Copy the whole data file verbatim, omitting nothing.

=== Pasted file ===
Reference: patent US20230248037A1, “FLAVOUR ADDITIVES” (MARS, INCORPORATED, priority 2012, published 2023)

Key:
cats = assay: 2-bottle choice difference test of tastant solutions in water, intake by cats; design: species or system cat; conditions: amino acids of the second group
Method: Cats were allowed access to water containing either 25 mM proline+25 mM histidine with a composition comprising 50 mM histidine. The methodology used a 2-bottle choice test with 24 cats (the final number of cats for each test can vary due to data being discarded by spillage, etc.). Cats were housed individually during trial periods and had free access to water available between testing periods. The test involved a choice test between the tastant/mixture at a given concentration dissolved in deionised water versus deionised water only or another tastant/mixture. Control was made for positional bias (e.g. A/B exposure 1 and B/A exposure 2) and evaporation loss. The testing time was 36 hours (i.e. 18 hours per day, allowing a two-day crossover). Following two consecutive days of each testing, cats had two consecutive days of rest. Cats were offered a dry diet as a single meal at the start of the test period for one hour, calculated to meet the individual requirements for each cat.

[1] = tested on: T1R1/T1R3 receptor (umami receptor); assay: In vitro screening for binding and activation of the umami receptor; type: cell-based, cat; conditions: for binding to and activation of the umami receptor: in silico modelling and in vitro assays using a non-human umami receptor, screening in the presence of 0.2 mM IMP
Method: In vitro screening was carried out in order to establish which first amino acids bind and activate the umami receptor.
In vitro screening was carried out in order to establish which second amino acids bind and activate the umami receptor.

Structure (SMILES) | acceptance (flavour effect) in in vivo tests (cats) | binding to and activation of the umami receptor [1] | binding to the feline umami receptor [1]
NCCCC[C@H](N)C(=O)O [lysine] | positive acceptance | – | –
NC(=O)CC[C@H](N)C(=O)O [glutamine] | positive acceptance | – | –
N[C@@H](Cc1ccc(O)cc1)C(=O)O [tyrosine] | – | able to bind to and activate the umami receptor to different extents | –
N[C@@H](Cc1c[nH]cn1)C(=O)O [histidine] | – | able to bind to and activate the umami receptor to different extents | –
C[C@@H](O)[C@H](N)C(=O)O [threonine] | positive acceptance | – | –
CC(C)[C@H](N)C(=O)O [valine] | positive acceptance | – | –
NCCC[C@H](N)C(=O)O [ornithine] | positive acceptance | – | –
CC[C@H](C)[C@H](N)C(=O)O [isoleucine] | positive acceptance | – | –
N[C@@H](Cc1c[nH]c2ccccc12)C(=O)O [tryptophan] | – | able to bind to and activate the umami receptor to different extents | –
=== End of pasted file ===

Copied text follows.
Reference: patent US20230248037A1, “FLAVOUR ADDITIVES” (MARS, INCORPORATED, priority 2012, published 2023)

Key:
cats = assay: 2-bottle choice difference test of tastant solutions in water, intake by cats; design: species or system cat; conditions: amino acids of the second group
Method: Cats were allowed access to water containing either 25 mM proline+25 mM histidine with a composition comprising 50 mM histidine. The methodology used a 2-bottle choice test with 24 cats (the final number of cats for each test can vary due to data being discarded by spillage, etc.). Cats were housed individually during trial periods and had free access to water available between testing periods. The test involved a choice test between the tastant/mixture at a given concentration dissolved in deionised water versus deionised water only or another tastant/mixture. Control was made for positional bias (e.g. A/B exposure 1 and B/A exposure 2) and evaporation loss. The testing time was 36 hours (i.e. 18 hours per day, allowing a two-day crossover). Following two consecutive days of each testing, cats had two consecutive days of rest. Cats were offered a dry diet as a single meal at the start of the test period for one hour, calculated to meet the individual requirements for each cat.

[1] = tested on: T1R1/T1R3 receptor (umami receptor); assay: In vitro screening for binding and activation of the umami receptor; type: cell-based, cat; conditions: for binding to and activation of the umami receptor: in silico modelling and in vitro assays using a non-human umami receptor, screening in the presence of 0.2 mM IMP
Method: In vitro screening was carried out in order to establish which first amino acids bind and activate the umami receptor.
In vitro screening was carried out in order to establish which second amino acids bind and activate the umami receptor.

Structure (SMILES) | acceptance (flavour effect) in in vivo tests (cats) | binding to and activation of the umami receptor [1] | binding to the feline umami receptor [1]
NCCCC[C@H](N)C(=O)O [lysine] | positive acceptance | – | –
NC(=O)CC[C@H](N)C(=O)O [glutamine] | positive acceptance | – | –
N[C@@H](Cc1ccc(O)cc1)C(=O)O [tyrosine] | – | able to bind to and activate the umami receptor to different extents | –
N[C@@H](Cc1c[nH]cn1)C(=O)O [histidine] | – | able to bind to and activate the umami receptor to different extents | –
C[C@@H](O)[C@H](N)C(=O)O [threonine] | positive acceptance | – | –
CC(C)[C@H](N)C(=O)O [valine] | positive acceptance | – | –
NCCC[C@H](N)C(=O)O [ornithine] | positive acceptance | – | –
CC[C@H](C)[C@H](N)C(=O)O [isoleucine] | positive acceptance | – | –
N[C@@H](Cc1c[nH]c2ccccc12)C(=O)O [tryptophan] | – | able to bind to and activate the umami receptor to different extents | –